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All about 'hyaluronic acid'

All about 'hyaluronic acid'

We're delighted to welcome back skincare expert  Natalie Fisher, aka The Derm Nurse. We're lucky enough to have Natalie write a series of guest blogs for us, where she shares her knowledge on all things skin!

Hyaluronic acid (HA) is an ingredient we have all become familiar with in recent years. If you walk down any skincare aisle, you’ll see the name paraded on packaging and posters. Is it right that this ingredient is placed upon a skincare pedestal?

Will it deliver the results it claims to? Let’s investigate.

Hyaluronic acid is naturally produced by our bodies. The largest amounts are found in your skin, connective tissue and eyes. On average our bodies contain roughly 15grams of HA and almost 50% of that is found in the skin. Interestingly the half-life (time it takes for molecule to be broken down and excreted from the body) of HA within the skin can be as little as one day.

So now I have your attention about hyaluronic acid (I hope!) lets look at what it actually does. It is a humectant which, put simply, means it is very attracted to water. So attracted in fact, that it can bind with up to 1000 times its weight in water. This HA sits both in deep dermal layers but also in the more visible epidermal layers too.

Hyaluronic acid acts as a ‘space filler’. When it binds to water molecules it becomes a jelly like substance. This is how it has the ability to ‘plump’ the skin, reducing the appearance of wrinkles. As we age, we produce less and less HA and  the concentration in our skin starts to drop. The result of this is our skin becomes gradually drier and dehydrated.

For skin to maintain its structure, it relies heavily on collagen and elastin. Collagen gives your skin its firmness but hydration from HA heavily supports this. Imagine collagen and elastin to be like a rubber band. If that rubber band was continuously stretched over time and the rubber band was dry it would likely snap. Now imagine stretching that rubber band again and again whilst keeping it surrounded and lubricated with a jelly like substance. Over time it would stretch still and loose some elasticity but it has a better chance of bouncing back if it is well hydrated. This is the kind of support HA offers your skin.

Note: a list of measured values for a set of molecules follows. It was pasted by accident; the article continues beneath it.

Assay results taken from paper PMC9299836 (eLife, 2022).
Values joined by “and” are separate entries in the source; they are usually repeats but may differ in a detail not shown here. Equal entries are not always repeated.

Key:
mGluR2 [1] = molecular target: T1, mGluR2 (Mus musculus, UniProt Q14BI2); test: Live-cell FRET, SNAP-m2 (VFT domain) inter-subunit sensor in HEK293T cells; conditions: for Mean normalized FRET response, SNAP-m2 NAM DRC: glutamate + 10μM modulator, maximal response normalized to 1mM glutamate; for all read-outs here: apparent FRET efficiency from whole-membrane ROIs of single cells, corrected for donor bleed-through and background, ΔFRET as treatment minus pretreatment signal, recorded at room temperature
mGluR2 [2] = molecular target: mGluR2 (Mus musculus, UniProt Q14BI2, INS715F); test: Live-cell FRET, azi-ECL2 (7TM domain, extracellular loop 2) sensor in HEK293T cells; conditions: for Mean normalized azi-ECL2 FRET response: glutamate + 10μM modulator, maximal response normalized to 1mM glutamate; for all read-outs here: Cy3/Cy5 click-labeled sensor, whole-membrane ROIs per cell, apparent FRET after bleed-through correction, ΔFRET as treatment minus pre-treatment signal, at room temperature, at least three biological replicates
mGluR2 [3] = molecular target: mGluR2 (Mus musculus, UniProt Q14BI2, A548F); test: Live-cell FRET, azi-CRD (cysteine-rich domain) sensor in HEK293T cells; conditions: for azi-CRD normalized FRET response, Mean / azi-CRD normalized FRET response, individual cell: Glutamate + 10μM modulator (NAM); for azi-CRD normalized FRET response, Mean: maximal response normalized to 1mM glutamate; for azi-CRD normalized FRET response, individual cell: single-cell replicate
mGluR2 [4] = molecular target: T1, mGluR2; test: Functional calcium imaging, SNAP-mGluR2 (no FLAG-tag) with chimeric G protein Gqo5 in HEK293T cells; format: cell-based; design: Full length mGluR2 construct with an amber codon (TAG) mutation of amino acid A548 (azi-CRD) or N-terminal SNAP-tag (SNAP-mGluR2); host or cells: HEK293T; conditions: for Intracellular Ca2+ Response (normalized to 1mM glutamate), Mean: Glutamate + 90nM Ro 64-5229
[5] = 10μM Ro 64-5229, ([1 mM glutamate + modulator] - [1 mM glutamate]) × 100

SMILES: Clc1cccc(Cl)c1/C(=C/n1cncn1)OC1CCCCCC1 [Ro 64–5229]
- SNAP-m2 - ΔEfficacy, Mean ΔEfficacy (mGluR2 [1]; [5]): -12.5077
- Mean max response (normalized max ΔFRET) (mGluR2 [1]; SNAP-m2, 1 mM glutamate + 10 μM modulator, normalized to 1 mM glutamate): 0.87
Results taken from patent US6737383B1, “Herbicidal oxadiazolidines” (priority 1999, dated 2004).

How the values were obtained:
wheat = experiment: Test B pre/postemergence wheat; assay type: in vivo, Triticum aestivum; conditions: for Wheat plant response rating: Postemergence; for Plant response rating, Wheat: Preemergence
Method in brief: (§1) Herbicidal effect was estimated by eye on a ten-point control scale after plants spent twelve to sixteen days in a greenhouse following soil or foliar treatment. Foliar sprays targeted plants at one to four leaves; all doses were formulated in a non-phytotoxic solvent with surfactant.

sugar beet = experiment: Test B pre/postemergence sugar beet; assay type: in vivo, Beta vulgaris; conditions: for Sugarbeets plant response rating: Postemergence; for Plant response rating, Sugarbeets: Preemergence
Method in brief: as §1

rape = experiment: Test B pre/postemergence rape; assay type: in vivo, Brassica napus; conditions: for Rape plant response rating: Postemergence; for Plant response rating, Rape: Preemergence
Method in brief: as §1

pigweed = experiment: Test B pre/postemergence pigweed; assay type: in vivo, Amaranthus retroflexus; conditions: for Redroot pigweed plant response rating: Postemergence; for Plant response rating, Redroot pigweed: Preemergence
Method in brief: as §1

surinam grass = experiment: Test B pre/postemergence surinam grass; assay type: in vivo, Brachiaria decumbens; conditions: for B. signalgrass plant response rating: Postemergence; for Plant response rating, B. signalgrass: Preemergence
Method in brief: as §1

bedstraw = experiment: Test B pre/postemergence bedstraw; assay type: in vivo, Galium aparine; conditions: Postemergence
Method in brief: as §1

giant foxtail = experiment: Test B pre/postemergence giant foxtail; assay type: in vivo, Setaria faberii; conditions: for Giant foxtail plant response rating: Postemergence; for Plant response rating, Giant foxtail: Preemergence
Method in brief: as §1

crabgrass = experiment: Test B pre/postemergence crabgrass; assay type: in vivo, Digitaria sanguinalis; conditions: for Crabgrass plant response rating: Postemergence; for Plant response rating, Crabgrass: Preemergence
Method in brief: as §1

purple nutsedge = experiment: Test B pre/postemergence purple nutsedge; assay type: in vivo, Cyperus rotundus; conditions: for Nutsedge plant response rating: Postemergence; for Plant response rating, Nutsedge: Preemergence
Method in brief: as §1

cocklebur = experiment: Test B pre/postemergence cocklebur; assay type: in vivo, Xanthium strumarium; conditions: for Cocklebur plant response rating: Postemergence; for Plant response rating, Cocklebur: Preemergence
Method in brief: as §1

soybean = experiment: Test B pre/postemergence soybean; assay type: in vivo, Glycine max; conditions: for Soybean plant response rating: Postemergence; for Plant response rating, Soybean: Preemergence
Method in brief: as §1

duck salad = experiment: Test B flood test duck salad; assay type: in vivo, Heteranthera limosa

Hyaluronic acid is a wonderful ingredient which, in my opinion, should be incorporated into most skincare regimes. Its anti ageing, antioxidant, hydrating and calming properties make it a true powerhouse ingredient. When looking for products containing HA it is worth looking out for the words ‘low molecular weight’. This explains that it is a smaller molecule which essentially means it can reach a little farther into the skins layers so the results will be enhanced.

So there you have it, just some of the reasons why you keep seeing HA cropping up in the media and all around the skincare aisles. So should we be putting it up on a skin ingredient pedestal? Damn right we should!

Best wishes, 

Natalie |The Derm Nurse 

We have chosen Extra Low Weight Hyaluronic Acid, as a key ingredient in our Velvet Restore Sleep Complex. It forms part of a powerful combination of ingredients that boost your body's own production of Hyaluronic Acid, collagen and elastin. Helping to reprogram the skin's future whilst you sleep.

Click through to find out more about our VELVET RESTORE SLEEP COMPLEX here.